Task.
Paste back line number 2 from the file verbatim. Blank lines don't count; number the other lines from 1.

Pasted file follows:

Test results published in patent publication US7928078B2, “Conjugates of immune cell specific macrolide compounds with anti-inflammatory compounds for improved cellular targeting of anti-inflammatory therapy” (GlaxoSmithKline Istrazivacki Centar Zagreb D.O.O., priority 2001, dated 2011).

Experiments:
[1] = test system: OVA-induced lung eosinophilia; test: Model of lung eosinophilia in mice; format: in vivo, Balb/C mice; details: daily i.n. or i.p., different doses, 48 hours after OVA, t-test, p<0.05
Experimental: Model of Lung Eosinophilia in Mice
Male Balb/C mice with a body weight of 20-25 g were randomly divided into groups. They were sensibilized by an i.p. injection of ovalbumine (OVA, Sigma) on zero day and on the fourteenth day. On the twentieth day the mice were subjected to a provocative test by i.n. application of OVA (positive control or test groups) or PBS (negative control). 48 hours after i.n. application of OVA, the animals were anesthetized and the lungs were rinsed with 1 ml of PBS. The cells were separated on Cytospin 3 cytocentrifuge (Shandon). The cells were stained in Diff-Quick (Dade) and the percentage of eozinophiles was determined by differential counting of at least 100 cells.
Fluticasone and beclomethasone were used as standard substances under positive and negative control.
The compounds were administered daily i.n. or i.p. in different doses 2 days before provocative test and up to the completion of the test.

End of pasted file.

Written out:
Experiments: